Businesses must guard against security breaches

Everyone is talking about cybersecurity and ACCA is one of several organisations to have issued reports on this area.

What does it mean for businesses? 81% of large companies have reported some form of security breach, costing each large organisation on average between £600,000 and £1.5m, and attacks on SMEs are increasing dramatically. 

Reported cases (most cases will not be reported) show 2,460,000 instances of computer misuse, 404,000 of unauthorised access to personal information and the cost of fraud for UK businesses is around 3% of total business expenditure.

For many businesses there are obvious risks such as disruption of supplies, sales and the loss of cash, but two other areas stand out:

  • potential legal action from individuals and companies for loss of their data by a business
  • reputational damage, which can spell the end of a business.

What can be done? Lockton, in a recent article for practitioners, advised:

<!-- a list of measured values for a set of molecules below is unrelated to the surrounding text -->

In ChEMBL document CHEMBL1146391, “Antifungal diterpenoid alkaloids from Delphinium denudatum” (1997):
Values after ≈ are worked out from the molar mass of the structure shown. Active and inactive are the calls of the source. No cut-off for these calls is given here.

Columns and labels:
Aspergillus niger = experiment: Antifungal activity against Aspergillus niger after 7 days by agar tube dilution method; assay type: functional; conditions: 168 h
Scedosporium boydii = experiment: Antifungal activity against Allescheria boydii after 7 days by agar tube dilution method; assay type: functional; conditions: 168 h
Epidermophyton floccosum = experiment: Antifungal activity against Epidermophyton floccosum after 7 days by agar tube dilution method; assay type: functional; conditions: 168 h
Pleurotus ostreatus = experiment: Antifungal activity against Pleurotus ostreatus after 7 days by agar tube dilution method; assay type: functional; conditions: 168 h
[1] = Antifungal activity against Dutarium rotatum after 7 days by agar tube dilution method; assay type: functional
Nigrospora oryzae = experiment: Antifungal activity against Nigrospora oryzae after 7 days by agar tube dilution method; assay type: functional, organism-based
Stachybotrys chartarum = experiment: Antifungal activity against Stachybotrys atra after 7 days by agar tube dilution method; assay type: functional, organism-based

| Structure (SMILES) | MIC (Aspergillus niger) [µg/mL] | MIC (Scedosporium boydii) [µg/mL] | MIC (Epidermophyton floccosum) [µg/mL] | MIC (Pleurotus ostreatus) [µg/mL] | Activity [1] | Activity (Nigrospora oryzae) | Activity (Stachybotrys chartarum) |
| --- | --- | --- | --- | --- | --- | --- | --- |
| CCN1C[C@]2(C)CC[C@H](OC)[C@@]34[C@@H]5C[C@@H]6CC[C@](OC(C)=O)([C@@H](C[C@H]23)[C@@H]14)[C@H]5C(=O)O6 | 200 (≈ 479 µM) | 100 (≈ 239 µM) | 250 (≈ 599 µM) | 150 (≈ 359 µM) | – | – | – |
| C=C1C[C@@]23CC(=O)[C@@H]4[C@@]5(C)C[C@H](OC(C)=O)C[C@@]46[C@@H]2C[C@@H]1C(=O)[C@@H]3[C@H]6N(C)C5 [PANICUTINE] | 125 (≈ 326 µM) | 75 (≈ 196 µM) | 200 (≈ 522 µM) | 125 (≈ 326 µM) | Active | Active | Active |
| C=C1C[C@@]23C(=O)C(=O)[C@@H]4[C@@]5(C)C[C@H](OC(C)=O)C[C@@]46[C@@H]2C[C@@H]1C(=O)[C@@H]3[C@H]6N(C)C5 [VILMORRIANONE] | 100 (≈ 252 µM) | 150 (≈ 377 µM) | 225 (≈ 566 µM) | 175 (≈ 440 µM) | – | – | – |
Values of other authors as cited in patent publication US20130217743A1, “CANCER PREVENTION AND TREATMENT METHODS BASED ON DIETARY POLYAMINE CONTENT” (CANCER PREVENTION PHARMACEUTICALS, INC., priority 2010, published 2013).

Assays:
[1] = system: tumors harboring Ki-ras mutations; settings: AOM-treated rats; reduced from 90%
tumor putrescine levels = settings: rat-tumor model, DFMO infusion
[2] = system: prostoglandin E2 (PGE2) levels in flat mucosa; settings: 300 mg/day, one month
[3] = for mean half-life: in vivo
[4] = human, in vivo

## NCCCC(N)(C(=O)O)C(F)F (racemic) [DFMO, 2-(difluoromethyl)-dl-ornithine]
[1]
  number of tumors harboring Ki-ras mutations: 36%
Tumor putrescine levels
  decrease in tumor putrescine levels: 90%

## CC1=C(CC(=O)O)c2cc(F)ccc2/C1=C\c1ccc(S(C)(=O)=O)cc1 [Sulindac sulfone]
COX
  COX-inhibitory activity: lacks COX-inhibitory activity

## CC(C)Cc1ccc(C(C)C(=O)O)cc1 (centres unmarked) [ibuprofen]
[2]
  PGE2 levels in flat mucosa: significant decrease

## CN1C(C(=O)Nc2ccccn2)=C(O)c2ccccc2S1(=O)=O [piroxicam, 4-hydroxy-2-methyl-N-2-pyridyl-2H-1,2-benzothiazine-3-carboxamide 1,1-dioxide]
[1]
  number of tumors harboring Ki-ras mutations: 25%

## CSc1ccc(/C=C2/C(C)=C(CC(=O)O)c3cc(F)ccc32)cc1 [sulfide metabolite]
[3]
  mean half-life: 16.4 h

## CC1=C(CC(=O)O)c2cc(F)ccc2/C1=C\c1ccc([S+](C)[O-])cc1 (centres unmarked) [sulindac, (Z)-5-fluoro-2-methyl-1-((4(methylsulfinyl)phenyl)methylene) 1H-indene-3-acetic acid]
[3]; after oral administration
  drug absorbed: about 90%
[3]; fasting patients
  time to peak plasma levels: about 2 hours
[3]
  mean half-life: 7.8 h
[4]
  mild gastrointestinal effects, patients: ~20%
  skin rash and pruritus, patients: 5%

'Make sure you and your colleagues are aware of the risks and how to protect against them.

Simple steps you can take now to help protect your business include: 

  1. Keep cybersecurity front of mind - regular training and visual reminders around the office.
  2. Never reveal your bank account security information on a website or over the phone.
  3. Require two people to set up or authorise any high-value payments.
  4. Ensure your systems are up to date. At a minimum: do not use Windows XP; Internet Explorer v8 or run your systems on Microsoft Server 2003.
  5. Ideally do not use a free email account such as Gmail, Hotmail or Yahoo mail, or share documents with Dropbox (unless you encrypt the document first).
  6. Do not access confidential information on an insecure (un-password protected) Wi-Fi network.'

Clearly, education and being able to demonstrate that appropriate steps have been taken are essential requirements for both boards and practitioners.

Useful educational starting points are: 

The key questions to keep under constant review are:

  • Who would want access to our information and how could they acquire it?
  • How could they benefit from its use?
  • Can they sell it, amend it or even prevent staff or customers from accessing it?
  • How damaging would the loss of data be? What would be the effect on its operations?'

Useful guidance is provided by HMRC. It highlights the following as bogus email addresses:


HMRC also provides examples of emails, letters, text messages and bogus calls used by scammers and fraudsters to get your personal information.